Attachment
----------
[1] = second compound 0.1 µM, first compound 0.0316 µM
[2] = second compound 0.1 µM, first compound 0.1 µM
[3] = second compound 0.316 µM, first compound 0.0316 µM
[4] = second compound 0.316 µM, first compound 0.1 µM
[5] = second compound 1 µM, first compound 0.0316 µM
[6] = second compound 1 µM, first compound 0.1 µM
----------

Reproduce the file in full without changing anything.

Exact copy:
[1] = second compound 0.1 µM, first compound 0.0316 µM
[2] = second compound 0.1 µM, first compound 0.1 µM
[3] = second compound 0.316 µM, first compound 0.0316 µM
[4] = second compound 0.316 µM, first compound 0.1 µM
[5] = second compound 1 µM, first compound 0.0316 µM
[6] = second compound 1 µM, first compound 0.1 µM